Searching over 5,500,000 cases.

Buy This Entire Record For $7.95

Download the entire decision to receive the complete text, official citation,
docket number, dissents and concurrences, and footnotes for this case.

Learn more about what you receive with purchase of this case.

United States v. Lewis

United States District Court, D. Arizona

December 17, 2018

United States of America, Plaintiff,
Timothy Martin Lewis, Defendant.


          David G. Campbell Senior United States District Judge.

         Defendant Timothy Lewis is charged with certain firearm offenses. Doc. 17. The firearms were found in his vehicle during a traffic stop. Lewis has filed a motion to suppress evidence obtained as a result of the stop. Doc. 22. The motion is fully briefed. Docs. 40, 45. For reasons stated below, the Court will deny the motion in part. A telephonic conference will be held on December 20, 2018 at 10:00 a.m. to address whether an evidentiary hearing is required for the remainder of the motion.

         I. Background.

         On Thursday June 21, 2018, Lewis was driving a rented Dodge Charger west on Interstate 10 near Quartzite, Arizona. He was returning to San Francisco from a trip to Phoenix, accompanied by his cousin Todd. At approximately 3:14 p.m., Arizona Department of Public Safety (“DPS”) Trooper Robert Huijkman observed Lewis's car travelling too close to a semi-truck. Huijkman pursued the car and pulled it over a few minutes later near milepost 48. The video and audio equipment in Huijkman's patrol car recorded the entire stop. See Doc. 44. The facts set forth in this background section are based on a review of the recordings, a transcript of the audio recording of the stop (Doc. 47-1), and Huijkman's report (Doc. 40-1 at 1-13).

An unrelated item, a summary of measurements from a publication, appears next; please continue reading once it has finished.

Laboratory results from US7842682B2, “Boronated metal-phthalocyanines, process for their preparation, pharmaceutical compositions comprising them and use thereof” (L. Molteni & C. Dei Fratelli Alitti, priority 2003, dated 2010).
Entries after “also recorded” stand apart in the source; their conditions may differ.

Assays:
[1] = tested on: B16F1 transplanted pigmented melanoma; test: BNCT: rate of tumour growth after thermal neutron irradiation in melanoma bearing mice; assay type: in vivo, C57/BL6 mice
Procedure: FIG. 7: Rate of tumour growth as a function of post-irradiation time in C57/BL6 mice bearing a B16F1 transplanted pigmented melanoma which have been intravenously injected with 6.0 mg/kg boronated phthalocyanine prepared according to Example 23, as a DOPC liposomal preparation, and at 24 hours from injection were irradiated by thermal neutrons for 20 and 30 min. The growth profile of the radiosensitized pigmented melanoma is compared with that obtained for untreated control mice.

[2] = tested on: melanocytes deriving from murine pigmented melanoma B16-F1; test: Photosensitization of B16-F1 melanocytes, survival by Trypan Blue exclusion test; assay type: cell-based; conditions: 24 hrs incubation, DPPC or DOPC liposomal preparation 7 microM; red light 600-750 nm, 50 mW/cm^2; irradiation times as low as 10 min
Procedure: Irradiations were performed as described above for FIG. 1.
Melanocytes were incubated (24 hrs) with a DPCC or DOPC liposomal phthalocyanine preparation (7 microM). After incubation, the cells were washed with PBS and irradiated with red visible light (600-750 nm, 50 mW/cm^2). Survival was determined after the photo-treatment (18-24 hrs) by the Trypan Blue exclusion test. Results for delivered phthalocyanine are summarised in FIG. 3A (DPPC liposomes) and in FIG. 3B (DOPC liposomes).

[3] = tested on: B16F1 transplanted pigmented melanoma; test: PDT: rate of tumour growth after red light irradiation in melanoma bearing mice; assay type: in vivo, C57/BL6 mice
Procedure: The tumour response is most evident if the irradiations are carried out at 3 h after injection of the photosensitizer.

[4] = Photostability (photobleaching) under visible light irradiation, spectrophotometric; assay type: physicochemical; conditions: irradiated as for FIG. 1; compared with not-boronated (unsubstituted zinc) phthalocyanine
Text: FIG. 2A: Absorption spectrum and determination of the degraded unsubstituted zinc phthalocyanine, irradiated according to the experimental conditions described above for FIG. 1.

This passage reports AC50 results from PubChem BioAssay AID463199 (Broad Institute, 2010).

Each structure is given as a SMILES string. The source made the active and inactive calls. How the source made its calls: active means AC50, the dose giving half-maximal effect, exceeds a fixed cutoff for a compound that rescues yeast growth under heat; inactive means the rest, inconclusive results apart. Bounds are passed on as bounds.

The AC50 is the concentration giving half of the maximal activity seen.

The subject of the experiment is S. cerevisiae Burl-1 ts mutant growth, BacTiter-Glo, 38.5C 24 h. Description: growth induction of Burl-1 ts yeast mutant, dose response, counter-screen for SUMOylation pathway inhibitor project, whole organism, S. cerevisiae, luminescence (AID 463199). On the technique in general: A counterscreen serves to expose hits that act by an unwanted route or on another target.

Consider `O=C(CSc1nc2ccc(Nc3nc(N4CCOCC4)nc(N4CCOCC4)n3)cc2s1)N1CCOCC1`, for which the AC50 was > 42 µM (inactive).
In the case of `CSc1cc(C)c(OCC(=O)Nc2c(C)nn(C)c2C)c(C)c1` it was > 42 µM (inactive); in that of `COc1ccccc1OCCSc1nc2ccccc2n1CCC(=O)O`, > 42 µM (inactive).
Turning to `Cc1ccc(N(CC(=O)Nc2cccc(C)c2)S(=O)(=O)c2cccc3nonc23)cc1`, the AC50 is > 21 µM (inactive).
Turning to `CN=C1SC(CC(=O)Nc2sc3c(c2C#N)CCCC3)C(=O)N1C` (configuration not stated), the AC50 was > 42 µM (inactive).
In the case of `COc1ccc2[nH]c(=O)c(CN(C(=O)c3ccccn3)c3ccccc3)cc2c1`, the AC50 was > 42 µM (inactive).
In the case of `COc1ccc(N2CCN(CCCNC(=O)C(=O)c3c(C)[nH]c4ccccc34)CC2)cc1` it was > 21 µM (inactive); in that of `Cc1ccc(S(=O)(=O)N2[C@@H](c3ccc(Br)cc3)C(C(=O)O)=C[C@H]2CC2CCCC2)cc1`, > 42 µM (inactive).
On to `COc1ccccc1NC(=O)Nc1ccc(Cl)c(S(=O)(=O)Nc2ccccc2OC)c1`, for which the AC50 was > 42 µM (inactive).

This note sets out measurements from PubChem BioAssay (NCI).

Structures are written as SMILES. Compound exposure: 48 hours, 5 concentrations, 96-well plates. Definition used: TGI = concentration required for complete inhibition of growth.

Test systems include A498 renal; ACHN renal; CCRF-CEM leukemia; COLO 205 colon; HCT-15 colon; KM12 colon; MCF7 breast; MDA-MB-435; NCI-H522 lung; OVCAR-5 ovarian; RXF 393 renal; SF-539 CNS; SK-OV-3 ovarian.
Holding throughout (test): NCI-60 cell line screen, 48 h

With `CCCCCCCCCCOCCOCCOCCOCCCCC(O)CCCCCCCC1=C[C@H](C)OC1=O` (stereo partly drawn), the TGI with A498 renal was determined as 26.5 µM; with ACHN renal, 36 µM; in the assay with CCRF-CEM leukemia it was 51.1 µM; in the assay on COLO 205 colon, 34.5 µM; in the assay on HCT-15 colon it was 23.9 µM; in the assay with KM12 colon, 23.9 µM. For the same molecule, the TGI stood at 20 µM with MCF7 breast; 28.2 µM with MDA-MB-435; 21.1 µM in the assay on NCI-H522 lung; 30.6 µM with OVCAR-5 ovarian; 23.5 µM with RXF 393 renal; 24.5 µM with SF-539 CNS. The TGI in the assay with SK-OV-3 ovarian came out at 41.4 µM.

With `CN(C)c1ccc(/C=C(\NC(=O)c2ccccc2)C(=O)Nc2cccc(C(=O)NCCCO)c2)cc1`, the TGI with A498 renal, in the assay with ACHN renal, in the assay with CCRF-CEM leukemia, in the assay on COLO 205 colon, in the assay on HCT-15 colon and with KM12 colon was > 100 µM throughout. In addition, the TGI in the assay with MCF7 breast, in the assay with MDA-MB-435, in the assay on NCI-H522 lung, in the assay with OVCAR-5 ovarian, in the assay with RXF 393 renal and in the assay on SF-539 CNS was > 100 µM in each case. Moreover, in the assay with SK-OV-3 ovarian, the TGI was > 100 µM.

Huijkman approached the car and requested Lewis's driver's license and the rental car agreement, which Lewis provided. Huijkman asked Lewis to come back to his patrol car. Lewis complied. Huijkman checked Lewis for weapons and found none. He got into his patrol car and rolled the windows down. Lewis stood near the passenger side window of the patrol car. Huijkman said he was going to write a warning and cautioned Lewis to stay at least three seconds behind other vehicles.

         Huijkman asked Lewis what he was doing that day. Lewis responded that he was heading home from a business trip to Phoenix and his passenger was on vacation and along for the ride. Huijkman inquired further about the nature of Lewis's business and the trip to Phoenix. Lewis explained that he had an investing company, was looking into cars in the Phoenix area, and was trying to build business credit. This answer made no sense to Huijkman. See Doc. 40-1 at 7. He asked whether Lewis had legitimate business meetings and whether the trip paid off. Lewis said he had only done some research and further explained the nature of his business concept - a ride-sharing business similar to what other companies offered in San Francisco and Phoenix. Huijkman asked how long Lewis had been in Phoenix, and Lewis said he travelled there on Monday and stayed a few days.